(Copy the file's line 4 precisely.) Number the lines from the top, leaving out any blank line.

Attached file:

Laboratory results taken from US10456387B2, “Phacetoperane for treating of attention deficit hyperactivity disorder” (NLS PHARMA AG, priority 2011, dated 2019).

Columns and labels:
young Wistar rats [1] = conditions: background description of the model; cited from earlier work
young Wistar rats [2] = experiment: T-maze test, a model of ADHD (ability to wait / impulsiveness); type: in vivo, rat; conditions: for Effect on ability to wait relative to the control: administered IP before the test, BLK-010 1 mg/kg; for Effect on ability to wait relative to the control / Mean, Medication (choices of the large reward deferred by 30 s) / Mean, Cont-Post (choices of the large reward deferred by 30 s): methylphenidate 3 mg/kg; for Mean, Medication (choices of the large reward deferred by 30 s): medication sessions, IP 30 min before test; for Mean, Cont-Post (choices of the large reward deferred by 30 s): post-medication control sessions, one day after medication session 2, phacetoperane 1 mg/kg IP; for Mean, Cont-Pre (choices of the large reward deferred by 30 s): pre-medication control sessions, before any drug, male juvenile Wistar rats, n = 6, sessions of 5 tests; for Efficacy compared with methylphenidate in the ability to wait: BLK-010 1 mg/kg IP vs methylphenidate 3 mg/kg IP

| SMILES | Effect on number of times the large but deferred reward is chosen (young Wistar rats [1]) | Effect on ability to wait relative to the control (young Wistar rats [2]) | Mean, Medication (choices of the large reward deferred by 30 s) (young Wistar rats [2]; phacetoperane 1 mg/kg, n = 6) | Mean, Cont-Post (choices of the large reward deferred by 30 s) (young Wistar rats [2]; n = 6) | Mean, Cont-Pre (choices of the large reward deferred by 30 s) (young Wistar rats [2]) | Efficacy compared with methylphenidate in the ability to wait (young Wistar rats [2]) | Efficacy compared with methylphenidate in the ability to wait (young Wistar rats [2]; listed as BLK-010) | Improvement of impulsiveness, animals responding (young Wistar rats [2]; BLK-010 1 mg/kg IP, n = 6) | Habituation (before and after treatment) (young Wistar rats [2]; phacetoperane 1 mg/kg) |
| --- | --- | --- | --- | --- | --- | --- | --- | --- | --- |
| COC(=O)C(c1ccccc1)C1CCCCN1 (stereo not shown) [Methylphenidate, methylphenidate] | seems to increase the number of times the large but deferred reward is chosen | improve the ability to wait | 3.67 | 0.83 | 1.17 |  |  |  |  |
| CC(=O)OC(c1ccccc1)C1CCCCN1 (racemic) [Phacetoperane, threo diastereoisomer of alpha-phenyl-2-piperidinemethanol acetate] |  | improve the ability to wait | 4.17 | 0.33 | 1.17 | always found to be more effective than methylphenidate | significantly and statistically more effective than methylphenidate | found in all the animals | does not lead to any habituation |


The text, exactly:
young Wistar rats [2] = experiment: T-maze test, a model of ADHD (ability to wait / impulsiveness); type: in vivo, rat; conditions: for Effect on ability to wait relative to the control: administered IP before the test, BLK-010 1 mg/kg; for Effect on ability to wait relative to the control / Mean, Medication (choices of the large reward deferred by 30 s) / Mean, Cont-Post (choices of the large reward deferred by 30 s): methylphenidate 3 mg/kg; for Mean, Medication (choices of the large reward deferred by 30 s): medication sessions, IP 30 min before test; for Mean, Cont-Post (choices of the large reward deferred by 30 s): post-medication control sessions, one day after medication session 2, phacetoperane 1 mg/kg IP; for Mean, Cont-Pre (choices of the large reward deferred by 30 s): pre-medication control sessions, before any drug, male juvenile Wistar rats, n = 6, sessions of 5 tests; for Efficacy compared with methylphenidate in the ability to wait: BLK-010 1 mg/kg IP vs methylphenidate 3 mg/kg IP